CHICAGO ( TheStreet) -- If crowded stores and bitter cold temperatures have you feeling like the Grinch, it's time to channel a different holiday icon: a roly-poly guy in red who just might be a small-business role model.
Yes, it's time to rethink Santa Claus. Rather than look at him as a shopping mall shill, let's give him his due as successful businessman. After all, this is a guy who runs a well-oiled machine, churning out an astounding number of products that ship out on time year after year.
Granted, Santa does have certain advantages over the rest of us. He's got elf employees who seem happy to work for free and don't complain about long hours. His ability to make deliveries to millions of houses all over the world in only a few hours is another big plus. But part of the reason Santa remains such a powerful holiday symbol is that he represents the ultimate in customer service, a cheerful, welcoming figure who makes dreams come true.In the spirit of holiday cheer, here are a few lessons the rest of us can learn from Santa: He listens to his customers.
Santa could save a whole lot of time and trouble in those busy pre-Christmas weeks by staying in his workshop and choosing appropriate gifts for each boy and girl himself. After all, this guy knows from toys. Instead he hauls himself to malls and community centers to meet his adoring public. They may have runny noses and sticky fingers, but he welcomes them onto his lap, giving each child his full attention. He may nod here and there, but mostly he lets them do the talking. Showing a genuine interest in your customers' needs is a key step in building loyalty. He never overpromises.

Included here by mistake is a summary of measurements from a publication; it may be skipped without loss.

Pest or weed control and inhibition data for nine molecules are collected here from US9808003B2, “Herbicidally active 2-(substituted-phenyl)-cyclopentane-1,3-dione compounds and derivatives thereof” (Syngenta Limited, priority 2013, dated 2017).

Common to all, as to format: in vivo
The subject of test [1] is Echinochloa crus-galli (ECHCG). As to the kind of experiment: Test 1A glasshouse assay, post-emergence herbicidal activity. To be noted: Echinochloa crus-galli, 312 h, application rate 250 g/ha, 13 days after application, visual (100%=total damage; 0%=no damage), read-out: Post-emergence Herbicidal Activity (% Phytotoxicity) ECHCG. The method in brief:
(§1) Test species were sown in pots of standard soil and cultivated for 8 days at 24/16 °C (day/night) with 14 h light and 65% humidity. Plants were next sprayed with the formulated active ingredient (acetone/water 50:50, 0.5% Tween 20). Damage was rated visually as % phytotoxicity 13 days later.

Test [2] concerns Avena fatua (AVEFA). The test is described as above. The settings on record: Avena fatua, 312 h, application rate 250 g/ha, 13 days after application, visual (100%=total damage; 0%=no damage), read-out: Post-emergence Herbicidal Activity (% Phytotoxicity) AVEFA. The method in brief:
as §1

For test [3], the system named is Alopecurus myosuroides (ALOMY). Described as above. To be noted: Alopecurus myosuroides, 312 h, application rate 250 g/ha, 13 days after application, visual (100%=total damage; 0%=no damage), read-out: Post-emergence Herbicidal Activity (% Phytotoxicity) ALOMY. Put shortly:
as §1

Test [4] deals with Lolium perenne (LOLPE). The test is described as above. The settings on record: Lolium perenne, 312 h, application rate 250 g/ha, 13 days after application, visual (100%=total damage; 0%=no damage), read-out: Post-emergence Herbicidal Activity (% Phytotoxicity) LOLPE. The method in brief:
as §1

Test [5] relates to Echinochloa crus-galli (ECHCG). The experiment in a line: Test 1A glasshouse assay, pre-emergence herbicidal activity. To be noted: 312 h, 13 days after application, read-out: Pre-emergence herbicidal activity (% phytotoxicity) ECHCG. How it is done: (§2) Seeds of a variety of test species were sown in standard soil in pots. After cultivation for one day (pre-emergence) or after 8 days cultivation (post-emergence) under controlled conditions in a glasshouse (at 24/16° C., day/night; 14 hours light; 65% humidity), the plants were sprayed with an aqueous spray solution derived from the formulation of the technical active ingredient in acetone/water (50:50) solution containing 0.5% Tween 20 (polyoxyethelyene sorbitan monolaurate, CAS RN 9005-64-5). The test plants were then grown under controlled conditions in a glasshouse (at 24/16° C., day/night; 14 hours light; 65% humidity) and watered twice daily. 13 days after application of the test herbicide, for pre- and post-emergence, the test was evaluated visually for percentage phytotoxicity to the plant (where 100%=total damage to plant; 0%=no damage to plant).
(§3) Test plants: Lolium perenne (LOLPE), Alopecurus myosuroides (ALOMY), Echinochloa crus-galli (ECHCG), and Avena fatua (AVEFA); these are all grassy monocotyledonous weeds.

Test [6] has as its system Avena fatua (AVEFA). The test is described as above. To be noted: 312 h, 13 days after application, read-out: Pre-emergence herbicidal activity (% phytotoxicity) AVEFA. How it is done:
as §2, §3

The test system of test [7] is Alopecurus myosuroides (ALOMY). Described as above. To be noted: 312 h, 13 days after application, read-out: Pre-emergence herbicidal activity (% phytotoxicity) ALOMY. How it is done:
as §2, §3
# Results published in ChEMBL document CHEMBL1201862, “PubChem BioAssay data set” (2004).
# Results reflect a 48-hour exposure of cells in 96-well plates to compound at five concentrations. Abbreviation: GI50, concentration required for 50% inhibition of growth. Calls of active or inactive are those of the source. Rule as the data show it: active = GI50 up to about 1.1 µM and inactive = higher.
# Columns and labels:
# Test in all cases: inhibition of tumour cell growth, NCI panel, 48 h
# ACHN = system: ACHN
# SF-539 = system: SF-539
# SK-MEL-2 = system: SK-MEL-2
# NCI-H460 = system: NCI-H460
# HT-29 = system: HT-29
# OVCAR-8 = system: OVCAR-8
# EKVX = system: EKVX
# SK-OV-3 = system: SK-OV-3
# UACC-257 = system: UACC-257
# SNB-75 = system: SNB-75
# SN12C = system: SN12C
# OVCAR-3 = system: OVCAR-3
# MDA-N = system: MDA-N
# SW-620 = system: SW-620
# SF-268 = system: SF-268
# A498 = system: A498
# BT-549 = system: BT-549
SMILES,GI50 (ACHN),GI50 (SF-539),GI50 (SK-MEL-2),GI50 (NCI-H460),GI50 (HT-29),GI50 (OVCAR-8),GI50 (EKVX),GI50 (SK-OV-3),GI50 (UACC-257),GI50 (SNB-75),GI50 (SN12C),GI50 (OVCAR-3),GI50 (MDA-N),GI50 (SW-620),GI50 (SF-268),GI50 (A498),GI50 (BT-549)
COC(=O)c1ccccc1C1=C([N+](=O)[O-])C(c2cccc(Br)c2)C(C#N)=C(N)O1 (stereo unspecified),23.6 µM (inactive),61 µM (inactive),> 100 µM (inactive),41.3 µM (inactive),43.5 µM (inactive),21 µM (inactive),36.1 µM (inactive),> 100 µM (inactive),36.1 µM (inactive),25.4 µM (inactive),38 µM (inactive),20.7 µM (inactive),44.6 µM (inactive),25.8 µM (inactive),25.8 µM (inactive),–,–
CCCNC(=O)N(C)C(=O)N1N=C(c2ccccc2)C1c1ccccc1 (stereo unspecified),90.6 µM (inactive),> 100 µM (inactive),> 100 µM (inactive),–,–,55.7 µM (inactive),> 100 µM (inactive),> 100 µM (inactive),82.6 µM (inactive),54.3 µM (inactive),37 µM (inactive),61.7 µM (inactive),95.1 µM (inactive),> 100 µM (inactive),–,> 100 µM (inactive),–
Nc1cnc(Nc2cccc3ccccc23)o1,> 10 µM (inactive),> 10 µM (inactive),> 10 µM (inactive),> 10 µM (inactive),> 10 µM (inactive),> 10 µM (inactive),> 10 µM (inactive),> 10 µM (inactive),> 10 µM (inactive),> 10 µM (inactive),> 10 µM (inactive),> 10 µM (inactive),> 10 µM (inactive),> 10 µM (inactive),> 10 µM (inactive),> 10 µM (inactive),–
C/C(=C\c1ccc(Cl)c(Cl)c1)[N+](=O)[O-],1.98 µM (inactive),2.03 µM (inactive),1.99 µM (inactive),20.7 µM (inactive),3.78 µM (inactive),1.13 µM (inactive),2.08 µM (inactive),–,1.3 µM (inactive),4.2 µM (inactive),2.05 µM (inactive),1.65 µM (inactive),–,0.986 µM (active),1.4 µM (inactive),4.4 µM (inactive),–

During those lap chats, Santa walks a fine line between being positive and realistic. He doesn't respond to pleas for a new bike or Barbie with a simple, "Sure! No problem!" He smiles, and says he might bring one, but with a crucial caveat: You have to be nice -- not naughty -- to get a present. Children are told that they bear responsibility for the end result (which gets Santa off the hook if the hoped-for toy doesn't end up under the tree that year).